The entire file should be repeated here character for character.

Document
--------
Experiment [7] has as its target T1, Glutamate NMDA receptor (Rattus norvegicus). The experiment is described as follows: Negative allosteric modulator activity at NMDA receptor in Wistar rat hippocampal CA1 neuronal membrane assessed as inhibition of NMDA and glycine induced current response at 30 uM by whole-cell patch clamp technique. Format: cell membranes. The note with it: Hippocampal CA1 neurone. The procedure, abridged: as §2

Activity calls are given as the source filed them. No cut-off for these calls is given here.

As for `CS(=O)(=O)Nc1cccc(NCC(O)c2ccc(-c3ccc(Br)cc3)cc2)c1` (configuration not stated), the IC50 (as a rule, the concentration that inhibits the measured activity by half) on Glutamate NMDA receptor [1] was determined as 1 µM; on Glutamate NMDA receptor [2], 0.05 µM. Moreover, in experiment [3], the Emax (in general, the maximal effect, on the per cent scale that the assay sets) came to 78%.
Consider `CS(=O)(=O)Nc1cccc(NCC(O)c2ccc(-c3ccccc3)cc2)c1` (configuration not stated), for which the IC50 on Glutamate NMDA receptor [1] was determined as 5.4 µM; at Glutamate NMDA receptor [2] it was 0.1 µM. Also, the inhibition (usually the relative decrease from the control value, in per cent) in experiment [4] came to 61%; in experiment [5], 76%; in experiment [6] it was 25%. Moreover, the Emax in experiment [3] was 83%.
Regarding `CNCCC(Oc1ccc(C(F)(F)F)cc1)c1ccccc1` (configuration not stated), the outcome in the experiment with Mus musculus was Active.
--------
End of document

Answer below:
Experiment [7] has as its target T1, Glutamate NMDA receptor (Rattus norvegicus). The experiment is described as follows: Negative allosteric modulator activity at NMDA receptor in Wistar rat hippocampal CA1 neuronal membrane assessed as inhibition of NMDA and glycine induced current response at 30 uM by whole-cell patch clamp technique. Format: cell membranes. The note with it: Hippocampal CA1 neurone. The procedure, abridged: as §2

Activity calls are given as the source filed them. No cut-off for these calls is given here.

As for `CS(=O)(=O)Nc1cccc(NCC(O)c2ccc(-c3ccc(Br)cc3)cc2)c1` (configuration not stated), the IC50 (as a rule, the concentration that inhibits the measured activity by half) on Glutamate NMDA receptor [1] was determined as 1 µM; on Glutamate NMDA receptor [2], 0.05 µM. Moreover, in experiment [3], the Emax (in general, the maximal effect, on the per cent scale that the assay sets) came to 78%.
Consider `CS(=O)(=O)Nc1cccc(NCC(O)c2ccc(-c3ccccc3)cc2)c1` (configuration not stated), for which the IC50 on Glutamate NMDA receptor [1] was determined as 5.4 µM; at Glutamate NMDA receptor [2] it was 0.1 µM. Also, the inhibition (usually the relative decrease from the control value, in per cent) in experiment [4] came to 61%; in experiment [5], 76%; in experiment [6] it was 25%. Moreover, the Emax in experiment [3] was 83%.
Regarding `CNCCC(Oc1ccc(C(F)(F)F)cc1)c1ccccc1` (configuration not stated), the outcome in the experiment with Mus musculus was Active.